I saw Leonard Cohen live a few years back. The concert was the same week my father had his heart attack, and I was meant to be going with my dad and my sister. Instead, my father was hospitalised and being prepared for surgery, and my sister stayed with my mum. I was encouraged to go Cohen anyway, find friends who could make use of the spare tickets.
I did. We ate Indian food. Leonard Cohen wore a suit on stage, and he performed with the kind of serenity and poise you’ve got no choice but to envy. I was not in good shape before my dad’s heart attack, and things were considerably worse after it happened.
Seeing Leonard Cohen was the only time that month it felt anything close to okay.
Now it’s been three weeks since Cohen died and I’m seated on the balcony of my parent’s apartment, listening to my dad watch the cricket inside. It’s thirty-something goddamn degrees and Brisbane is hot and sweaty and still, and there’s a magpie on the far end of the balcony warbling with very little regard for nearby humans.
I’ve been hitting Democracy on YouTube, day after day, for three weeks now. I don’t think I’m anywhere close to being done with that song yet.
I came across Cohen as a poet long before I heard his music. I found a copy of his Selected Poems in a second-hand bookstores, one of the few single author collections among a poetry section populated by old anthologies and schoolbooks. It was $10.95, hardcover, and I was doing an honours thesis in poetics. I bought the book, took it home, and disappeared inside the words.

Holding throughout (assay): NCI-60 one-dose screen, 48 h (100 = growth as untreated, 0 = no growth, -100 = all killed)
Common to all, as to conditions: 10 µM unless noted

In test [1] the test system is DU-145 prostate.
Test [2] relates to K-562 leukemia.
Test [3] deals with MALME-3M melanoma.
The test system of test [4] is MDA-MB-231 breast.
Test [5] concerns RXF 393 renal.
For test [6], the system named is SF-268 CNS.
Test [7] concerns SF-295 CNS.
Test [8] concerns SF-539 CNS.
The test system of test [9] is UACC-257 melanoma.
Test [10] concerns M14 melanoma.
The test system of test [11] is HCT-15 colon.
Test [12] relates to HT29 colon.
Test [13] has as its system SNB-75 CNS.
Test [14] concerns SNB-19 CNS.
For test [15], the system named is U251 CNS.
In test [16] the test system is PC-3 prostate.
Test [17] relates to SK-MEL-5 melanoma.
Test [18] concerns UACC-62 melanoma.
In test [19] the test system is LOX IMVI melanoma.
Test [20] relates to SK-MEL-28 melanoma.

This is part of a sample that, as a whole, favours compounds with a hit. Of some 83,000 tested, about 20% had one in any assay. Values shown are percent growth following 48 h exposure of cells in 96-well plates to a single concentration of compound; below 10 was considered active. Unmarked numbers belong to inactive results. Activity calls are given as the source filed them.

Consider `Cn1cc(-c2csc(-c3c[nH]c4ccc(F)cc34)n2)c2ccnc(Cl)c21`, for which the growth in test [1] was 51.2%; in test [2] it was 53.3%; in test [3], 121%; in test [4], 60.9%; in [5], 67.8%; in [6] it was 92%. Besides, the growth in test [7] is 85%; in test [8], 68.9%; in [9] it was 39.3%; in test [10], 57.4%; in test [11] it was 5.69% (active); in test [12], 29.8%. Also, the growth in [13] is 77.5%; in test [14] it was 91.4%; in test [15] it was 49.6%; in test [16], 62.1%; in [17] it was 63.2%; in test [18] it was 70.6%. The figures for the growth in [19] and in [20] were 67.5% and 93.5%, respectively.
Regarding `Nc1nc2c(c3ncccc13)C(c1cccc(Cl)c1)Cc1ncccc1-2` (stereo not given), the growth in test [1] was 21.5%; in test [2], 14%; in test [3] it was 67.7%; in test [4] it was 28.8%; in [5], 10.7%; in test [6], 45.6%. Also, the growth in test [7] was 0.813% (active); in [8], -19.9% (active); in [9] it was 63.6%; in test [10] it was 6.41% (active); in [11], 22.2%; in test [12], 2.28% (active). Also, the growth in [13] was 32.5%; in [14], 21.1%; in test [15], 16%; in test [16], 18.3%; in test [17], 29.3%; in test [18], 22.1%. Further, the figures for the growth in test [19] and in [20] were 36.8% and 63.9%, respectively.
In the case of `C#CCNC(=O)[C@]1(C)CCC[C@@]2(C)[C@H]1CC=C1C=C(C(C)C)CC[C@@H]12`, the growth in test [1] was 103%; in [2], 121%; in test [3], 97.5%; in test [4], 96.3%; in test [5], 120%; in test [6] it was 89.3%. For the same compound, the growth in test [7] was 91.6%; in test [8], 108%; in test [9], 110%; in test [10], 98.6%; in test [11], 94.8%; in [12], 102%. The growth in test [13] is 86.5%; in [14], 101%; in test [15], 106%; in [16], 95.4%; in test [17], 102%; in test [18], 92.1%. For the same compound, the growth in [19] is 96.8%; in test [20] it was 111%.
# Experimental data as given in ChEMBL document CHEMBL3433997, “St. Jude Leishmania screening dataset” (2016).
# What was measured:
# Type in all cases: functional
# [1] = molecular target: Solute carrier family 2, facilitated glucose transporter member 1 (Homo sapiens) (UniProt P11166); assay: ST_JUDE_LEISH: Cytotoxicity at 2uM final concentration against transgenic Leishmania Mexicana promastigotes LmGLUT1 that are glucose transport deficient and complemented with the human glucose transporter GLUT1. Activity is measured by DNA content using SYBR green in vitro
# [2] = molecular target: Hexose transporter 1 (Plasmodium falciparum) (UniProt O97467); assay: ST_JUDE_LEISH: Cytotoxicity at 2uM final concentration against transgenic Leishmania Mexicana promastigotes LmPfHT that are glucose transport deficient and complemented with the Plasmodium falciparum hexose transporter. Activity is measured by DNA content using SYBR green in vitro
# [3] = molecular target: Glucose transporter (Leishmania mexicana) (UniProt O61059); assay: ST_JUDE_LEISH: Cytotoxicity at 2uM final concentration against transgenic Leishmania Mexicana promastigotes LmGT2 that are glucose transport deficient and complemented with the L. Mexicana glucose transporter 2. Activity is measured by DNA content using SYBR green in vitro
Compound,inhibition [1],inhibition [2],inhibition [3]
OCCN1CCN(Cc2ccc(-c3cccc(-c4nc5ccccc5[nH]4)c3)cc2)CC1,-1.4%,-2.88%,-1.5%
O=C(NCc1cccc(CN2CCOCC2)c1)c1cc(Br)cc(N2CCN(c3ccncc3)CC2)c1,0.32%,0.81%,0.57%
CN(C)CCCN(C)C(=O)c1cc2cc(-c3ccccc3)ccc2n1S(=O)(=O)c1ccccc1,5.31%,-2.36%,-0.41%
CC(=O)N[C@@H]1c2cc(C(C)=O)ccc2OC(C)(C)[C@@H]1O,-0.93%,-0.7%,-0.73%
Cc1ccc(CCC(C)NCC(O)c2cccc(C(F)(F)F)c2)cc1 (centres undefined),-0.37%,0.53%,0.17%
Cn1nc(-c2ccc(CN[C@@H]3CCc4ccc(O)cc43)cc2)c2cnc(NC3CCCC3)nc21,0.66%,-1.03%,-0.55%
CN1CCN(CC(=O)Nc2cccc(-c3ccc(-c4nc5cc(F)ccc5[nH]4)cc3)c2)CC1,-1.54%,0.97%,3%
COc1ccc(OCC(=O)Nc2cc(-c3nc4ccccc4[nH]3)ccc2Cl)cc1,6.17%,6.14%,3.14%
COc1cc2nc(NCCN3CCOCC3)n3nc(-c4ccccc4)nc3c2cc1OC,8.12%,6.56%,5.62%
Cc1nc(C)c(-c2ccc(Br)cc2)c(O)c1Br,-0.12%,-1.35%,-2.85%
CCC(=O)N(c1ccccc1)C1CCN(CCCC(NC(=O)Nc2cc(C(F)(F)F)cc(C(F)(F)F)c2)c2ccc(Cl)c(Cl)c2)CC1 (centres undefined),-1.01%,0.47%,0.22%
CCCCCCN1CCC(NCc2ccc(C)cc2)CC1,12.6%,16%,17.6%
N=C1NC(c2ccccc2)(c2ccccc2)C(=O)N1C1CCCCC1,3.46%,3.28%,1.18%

The music came after that, but Cohen remained a poet in my head. He made more sense that way, with the poise and the suits and the gravity and the humour. He remained one of the few poets I loved at twenty whose work I still love two decades later.
I made a t-shirt using lines from Beautiful Losers. The poem, not the novel, although you can see the echoes between them if you look real closely:
So you’re the kind of vegetarian
that only eats roses
Is that what you meant
with your Beautiful Losers?
I learned that if you leave sheets of paper with those lines around the apartment, and you’re not there to provide context when your girlfriend comes home, there will be the kind of freak-out that’s indicative of how things will eventually go very, very wrong.
I’ve spent the weekend reading through a months’ worth of blog posts in my RSS feed. I am processing November backwards: Cohen dies, and then I hit the aftermath of the US elections. This results in me hitting Youtube and firing up Democracy again.
Except the version of Democracy that lives in my head isn’t the song, which makes it incredibly hard to listen to the version where it’s treated as such. The version that lives in my head strips away almost everything except the words, delivered in Cohen’s dry tones:
I have thoughts about the state of the world right now, but this is hardly news. I’ve had thoughts about the state of the world for the last twenty years, and most of them boiled down to fucking hell, people, be better than this.
When I look at the state of the world, the directions that we’re heading in, I can’t muster anything akin to Leonard Cohen’s serenity. And I sure as hell won’t look anywhere near as good in a suit.
But I come back to Cohen, again and again, as a reminder of what art can do in the right hands. It can be beautiful, and it can be cool, and it can be terrifying. It can be a weapon and it can be a tool for change and it can be the salve that makes things okay.
Do it right and it can be all of those things in the same song, or story, or poem.